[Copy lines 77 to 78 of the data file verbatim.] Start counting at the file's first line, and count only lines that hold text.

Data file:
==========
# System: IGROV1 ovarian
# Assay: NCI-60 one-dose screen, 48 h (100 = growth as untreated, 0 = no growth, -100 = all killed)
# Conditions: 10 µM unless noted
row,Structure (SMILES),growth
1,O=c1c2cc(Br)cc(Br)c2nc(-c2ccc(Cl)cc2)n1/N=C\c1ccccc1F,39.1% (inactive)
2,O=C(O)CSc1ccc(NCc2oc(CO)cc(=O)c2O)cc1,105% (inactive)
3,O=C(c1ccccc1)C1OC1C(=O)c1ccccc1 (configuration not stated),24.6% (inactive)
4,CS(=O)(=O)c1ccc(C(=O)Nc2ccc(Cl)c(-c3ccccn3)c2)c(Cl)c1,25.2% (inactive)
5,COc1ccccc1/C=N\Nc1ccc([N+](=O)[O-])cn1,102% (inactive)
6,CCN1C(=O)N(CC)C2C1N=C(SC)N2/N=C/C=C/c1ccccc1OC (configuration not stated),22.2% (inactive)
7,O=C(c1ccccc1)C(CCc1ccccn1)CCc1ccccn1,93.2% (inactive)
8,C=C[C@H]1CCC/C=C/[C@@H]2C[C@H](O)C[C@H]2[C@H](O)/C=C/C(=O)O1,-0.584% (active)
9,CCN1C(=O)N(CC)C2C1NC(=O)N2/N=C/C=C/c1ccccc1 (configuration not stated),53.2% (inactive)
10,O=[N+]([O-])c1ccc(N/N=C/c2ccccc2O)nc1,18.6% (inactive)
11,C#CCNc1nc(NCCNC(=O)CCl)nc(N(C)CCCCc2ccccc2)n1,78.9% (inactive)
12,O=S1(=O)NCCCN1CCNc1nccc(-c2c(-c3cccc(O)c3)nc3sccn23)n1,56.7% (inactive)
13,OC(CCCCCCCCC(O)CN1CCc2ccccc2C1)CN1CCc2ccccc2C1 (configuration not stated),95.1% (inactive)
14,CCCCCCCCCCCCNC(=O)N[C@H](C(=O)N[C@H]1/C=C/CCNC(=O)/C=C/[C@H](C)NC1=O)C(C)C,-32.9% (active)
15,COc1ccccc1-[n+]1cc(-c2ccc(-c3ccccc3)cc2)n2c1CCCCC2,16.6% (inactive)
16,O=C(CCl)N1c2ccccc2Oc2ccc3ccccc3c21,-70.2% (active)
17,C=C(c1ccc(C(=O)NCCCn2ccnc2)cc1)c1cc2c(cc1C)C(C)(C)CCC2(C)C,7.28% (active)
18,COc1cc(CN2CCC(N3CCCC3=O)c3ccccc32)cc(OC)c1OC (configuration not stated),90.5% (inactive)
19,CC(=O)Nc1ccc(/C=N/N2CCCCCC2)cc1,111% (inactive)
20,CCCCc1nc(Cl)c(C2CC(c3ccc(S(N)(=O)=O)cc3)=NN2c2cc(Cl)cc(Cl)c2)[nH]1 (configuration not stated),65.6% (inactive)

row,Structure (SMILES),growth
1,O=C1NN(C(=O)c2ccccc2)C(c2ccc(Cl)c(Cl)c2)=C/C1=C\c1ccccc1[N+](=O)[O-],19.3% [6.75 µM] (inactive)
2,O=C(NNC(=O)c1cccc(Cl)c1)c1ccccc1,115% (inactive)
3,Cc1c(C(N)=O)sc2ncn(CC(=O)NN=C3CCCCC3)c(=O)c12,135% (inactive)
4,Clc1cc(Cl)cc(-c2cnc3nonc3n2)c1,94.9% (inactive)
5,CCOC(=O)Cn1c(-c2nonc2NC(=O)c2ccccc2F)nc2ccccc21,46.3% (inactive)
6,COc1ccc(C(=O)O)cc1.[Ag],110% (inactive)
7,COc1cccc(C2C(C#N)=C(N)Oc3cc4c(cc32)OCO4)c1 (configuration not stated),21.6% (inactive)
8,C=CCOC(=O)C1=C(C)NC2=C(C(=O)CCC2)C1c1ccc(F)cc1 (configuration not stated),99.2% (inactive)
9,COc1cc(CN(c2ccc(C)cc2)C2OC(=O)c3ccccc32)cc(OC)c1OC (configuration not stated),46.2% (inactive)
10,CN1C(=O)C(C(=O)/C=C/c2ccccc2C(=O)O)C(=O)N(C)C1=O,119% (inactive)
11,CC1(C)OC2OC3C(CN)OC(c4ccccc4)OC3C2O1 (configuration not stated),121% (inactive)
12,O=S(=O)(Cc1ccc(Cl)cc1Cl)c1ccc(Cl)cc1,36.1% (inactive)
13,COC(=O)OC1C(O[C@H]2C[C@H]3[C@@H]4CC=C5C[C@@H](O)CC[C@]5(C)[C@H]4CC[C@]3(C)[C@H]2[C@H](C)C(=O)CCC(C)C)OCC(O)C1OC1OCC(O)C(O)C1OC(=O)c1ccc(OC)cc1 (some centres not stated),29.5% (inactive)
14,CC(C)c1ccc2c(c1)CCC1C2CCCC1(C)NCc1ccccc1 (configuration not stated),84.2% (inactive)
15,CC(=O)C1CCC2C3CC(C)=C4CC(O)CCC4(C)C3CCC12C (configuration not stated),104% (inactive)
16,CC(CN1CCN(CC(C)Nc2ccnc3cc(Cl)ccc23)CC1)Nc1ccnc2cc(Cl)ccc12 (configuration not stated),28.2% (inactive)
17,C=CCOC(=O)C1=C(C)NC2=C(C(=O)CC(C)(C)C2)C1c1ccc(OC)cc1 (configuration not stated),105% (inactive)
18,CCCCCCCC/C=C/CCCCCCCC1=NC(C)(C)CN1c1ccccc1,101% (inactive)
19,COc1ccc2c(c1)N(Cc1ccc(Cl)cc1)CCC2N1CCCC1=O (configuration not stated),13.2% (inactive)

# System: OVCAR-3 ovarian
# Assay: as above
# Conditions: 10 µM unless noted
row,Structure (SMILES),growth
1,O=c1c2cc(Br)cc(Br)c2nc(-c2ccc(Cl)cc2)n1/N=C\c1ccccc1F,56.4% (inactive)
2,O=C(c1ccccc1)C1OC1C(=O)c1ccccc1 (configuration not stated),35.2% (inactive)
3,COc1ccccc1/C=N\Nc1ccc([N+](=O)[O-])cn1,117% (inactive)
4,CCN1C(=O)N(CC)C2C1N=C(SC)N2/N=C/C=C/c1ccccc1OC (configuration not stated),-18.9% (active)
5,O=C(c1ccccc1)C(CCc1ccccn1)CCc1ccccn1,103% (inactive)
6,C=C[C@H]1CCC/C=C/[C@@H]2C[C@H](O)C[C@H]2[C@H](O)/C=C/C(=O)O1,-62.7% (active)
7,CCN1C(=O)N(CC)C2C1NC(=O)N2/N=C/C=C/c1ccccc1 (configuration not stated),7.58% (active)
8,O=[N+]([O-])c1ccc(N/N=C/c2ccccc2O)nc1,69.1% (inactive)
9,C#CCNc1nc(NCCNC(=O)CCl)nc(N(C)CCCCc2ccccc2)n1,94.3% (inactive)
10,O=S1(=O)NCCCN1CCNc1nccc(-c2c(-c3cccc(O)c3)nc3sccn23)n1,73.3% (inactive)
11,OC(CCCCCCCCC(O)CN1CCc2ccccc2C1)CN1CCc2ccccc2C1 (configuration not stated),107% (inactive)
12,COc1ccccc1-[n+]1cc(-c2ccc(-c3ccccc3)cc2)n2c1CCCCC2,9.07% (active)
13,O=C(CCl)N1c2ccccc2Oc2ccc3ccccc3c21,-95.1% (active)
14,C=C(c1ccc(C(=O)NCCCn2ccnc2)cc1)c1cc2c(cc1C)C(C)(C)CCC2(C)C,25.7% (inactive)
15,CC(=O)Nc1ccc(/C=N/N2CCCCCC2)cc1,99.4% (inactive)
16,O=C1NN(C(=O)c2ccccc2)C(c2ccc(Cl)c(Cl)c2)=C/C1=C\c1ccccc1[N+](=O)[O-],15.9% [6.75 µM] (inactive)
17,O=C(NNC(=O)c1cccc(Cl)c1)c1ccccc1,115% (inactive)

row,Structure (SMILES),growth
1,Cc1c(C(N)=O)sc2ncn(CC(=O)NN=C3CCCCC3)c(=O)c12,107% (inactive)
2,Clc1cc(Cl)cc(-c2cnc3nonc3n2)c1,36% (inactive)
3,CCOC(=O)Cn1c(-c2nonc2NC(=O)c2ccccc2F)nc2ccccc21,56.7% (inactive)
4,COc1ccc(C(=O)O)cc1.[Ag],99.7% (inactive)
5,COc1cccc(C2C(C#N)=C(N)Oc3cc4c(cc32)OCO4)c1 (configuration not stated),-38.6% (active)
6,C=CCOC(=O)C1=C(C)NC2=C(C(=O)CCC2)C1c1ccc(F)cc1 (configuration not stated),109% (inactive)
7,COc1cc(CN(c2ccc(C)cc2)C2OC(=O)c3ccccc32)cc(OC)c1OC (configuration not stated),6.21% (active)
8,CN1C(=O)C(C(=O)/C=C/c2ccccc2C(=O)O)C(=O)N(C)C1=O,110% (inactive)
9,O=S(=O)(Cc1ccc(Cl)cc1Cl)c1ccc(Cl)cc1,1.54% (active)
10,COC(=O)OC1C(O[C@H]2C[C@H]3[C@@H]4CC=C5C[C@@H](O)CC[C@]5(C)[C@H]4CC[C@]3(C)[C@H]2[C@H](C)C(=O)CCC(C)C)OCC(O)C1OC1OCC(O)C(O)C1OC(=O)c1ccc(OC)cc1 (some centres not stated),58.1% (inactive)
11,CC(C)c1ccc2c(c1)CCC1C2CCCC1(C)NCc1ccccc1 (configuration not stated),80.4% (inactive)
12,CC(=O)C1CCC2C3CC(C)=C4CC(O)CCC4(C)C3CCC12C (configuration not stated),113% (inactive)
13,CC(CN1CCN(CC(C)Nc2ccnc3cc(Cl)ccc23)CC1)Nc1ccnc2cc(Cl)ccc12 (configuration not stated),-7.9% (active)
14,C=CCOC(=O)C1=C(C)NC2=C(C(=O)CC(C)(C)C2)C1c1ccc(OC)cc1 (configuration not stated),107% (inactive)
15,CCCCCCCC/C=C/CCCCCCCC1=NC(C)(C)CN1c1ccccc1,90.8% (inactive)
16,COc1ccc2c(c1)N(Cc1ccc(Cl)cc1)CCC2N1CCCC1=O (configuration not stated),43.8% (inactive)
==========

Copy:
11,CC(C)c1ccc2c(c1)CCC1C2CCCC1(C)NCc1ccccc1 (configuration not stated),80.4% (inactive)
12,CC(=O)C1CCC2C3CC(C)=C4CC(O)CCC4(C)C3CCC12C (configuration not stated),113% (inactive)